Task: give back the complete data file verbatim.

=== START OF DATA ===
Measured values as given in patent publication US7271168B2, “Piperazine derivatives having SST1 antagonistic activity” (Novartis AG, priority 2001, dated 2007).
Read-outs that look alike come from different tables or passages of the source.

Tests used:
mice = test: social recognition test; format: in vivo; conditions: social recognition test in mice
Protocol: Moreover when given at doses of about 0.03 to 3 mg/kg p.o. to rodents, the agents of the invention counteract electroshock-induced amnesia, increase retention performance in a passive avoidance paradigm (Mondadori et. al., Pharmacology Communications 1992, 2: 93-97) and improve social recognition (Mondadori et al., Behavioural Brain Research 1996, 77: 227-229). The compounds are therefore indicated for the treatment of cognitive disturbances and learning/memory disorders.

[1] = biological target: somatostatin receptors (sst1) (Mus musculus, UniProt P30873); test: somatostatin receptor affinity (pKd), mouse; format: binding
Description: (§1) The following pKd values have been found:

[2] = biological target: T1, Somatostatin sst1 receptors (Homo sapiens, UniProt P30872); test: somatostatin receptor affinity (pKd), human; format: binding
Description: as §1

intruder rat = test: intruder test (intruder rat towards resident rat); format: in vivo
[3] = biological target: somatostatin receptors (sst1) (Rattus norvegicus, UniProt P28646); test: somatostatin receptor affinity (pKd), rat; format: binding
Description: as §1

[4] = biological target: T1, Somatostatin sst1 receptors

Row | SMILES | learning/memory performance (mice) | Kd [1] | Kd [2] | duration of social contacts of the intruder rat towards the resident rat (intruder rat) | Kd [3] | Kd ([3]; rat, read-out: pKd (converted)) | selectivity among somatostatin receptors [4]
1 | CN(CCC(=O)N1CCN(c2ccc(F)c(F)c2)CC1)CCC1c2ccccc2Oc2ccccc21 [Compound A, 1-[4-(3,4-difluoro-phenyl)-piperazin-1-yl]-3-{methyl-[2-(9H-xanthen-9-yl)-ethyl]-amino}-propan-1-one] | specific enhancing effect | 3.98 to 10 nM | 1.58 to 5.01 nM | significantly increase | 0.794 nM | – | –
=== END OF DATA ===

Measured values as given in patent publication US7271168B2, “Piperazine derivatives having SST1 antagonistic activity” (Novartis AG, priority 2001, dated 2007).
Read-outs that look alike come from different tables or passages of the source.

Tests used:
mice = test: social recognition test; format: in vivo; conditions: social recognition test in mice
Protocol: Moreover when given at doses of about 0.03 to 3 mg/kg p.o. to rodents, the agents of the invention counteract electroshock-induced amnesia, increase retention performance in a passive avoidance paradigm (Mondadori et. al., Pharmacology Communications 1992, 2: 93-97) and improve social recognition (Mondadori et al., Behavioural Brain Research 1996, 77: 227-229). The compounds are therefore indicated for the treatment of cognitive disturbances and learning/memory disorders.

[1] = biological target: somatostatin receptors (sst1) (Mus musculus, UniProt P30873); test: somatostatin receptor affinity (pKd), mouse; format: binding
Description: (§1) The following pKd values have been found:

[2] = biological target: T1, Somatostatin sst1 receptors (Homo sapiens, UniProt P30872); test: somatostatin receptor affinity (pKd), human; format: binding
Description: as §1

intruder rat = test: intruder test (intruder rat towards resident rat); format: in vivo
[3] = biological target: somatostatin receptors (sst1) (Rattus norvegicus, UniProt P28646); test: somatostatin receptor affinity (pKd), rat; format: binding
Description: as §1

[4] = biological target: T1, Somatostatin sst1 receptors

Row | SMILES | learning/memory performance (mice) | Kd [1] | Kd [2] | duration of social contacts of the intruder rat towards the resident rat (intruder rat) | Kd [3] | Kd ([3]; rat, read-out: pKd (converted)) | selectivity among somatostatin receptors [4]
1 | CN(CCC(=O)N1CCN(c2ccc(F)c(F)c2)CC1)CCC1c2ccccc2Oc2ccccc21 [Compound A, 1-[4-(3,4-difluoro-phenyl)-piperazin-1-yl]-3-{methyl-[2-(9H-xanthen-9-yl)-ethyl]-amino}-propan-1-one] | specific enhancing effect | 3.98 to 10 nM | 1.58 to 5.01 nM | significantly increase | 0.794 nM | – | –